Compare Lego version of mitosis, linked below, to this movie of a live cell dividing by mitosis. While this video is roughly the same length as the Lego version, the process actually takes around an hour -- this video is a time lapse. The dark-colored bodies are the chromosomes (note: the word "chromosome" literally means "dark bodies"). The spindle fibers depicted by the green strings in the Lego video can't be seen in this version due to the microscope lighting arrangement that was used.
How long does it take to create an animation?
To shoot a hundred or so pictures usually takes an hour or two. Setting up the lighting can takes time, as Lego bricks can be difficult to shoot well with their highly reflective surfaces. The real work comes after that, adding music and editing. I realize that Amanda Finkelburg gave some of the animations she created a kind of 1970s look and I don't know how long it took for her to create these finishing touches.
How are the animations recorded -- what is the technical process behind them?
Basically you take a lot of photos! We purchased a program for the Mac, which was inexpensive and yet quite adequate.
What are some of the settings where these are shown?
As mentioned earlier, these animations are used at MIT in various school outreach programs, for example with middle school students on fieldtrips to the MIT Edgerton Center. I also use these animations regularly when teaching adults. As Director of the Outreach program for the Center for Environmental Health Sciences, I roll these the animations in teacher professional development workshops and also in nurse continuing education programs, which are focused on cell biology. Biology is a field that is rapidly changing, and many adults thrive on hands-on learning and good visualization techniques too, in order to pick up the concepts fast and be able to recall them easily.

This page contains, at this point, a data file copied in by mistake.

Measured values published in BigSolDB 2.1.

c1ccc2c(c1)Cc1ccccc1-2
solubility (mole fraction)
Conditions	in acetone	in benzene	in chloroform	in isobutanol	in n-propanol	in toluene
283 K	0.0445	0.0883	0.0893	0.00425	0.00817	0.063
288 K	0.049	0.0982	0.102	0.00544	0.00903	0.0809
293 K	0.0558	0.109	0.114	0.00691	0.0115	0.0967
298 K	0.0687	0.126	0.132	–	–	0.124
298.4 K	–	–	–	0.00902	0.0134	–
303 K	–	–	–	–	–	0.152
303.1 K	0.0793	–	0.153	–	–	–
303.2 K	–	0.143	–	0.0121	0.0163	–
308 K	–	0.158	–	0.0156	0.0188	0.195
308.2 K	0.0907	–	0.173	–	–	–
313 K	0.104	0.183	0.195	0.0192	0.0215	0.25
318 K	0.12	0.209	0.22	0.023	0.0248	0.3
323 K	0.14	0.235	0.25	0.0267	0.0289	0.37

Which animation is your personal favorite? Why?
The first version of the Lego animation of "translation" is my personal favorite. I set up on a tripod and shot 150 photos on my Nikon CoolPix Camera in my dining room. Translation is that process that takes place on a ribosome, a small speck inside a cell. Imagine the ribosome as a workbench, which pops together the subunits of proteins to create in a long continuous chain. That chain folds up to become a useful protein. The reason why I am so fond of this animation is it captures a couple of surprising steps and then makes them become completely logical to the viewer. For instance in one of the steps, the elongating protein chain is added onto the free end of the incoming protein subunit. (Most people think this happens the other way around!) I guess like this animation because the photo quality was pretty good, it was fun to produce on my own, and I knew I had a good story to tell with all of Lego molecules (mRNA, and tRNA and the amino acids) in the picture.
What animations projects are you working on now?
The animation project we are working now will utilize a new version of Lego DNA without magnets. We are creating an additional set of transcription and translation animations, the processes by which proteins are produced from DNA instructions. Magnets were originally used mimic the hydrogen bonds between the sides of the DNA ladder. (Hydrogen bonds are easily broken and reform -- thus the magnets were appropriate.) However, the new Lego DNA has some great additional visual features, which emphasize molecular shape. The shapes fit like puzzle pieces when the two sides of the DNA ladder meet in the middle. So we are reshooting the animations and we are also thinking of ways to add some narration. I think this could work well, particularly if the sound tracks are selectable, allowing the viewer to control the amount of didactic information in the experience.
Translation: This is an updated version of the translation video, including catchy music. Former MIT student Amanda Finkelberg used a special degradation process to give the film an old-timey look.
Transcription: This video shows genetic transcription, which is how RNA is synthesized from DNA.
Note: neither of the DNA Lego sets (translation and transcription) are currently available for purchase because they are undergoing a redesign, so disregard the sales information in the videos.
Cell Division: Mitosis: In this type of cell division, a mother cell splits into two daughter cells, each with an identical set of chromosomes. This movie was made in QuickTime Pro from 108 shots from a Nikon D100 digital SLR with a 40mm lens.
Cell Division: Meiosis: In meiosis, the point is to mix things up, creating two completely new cells and is a key part of sexual reproduction. This video was created in QuickTime Pro using 116 shots from a Nikon D100 DSLR.single page
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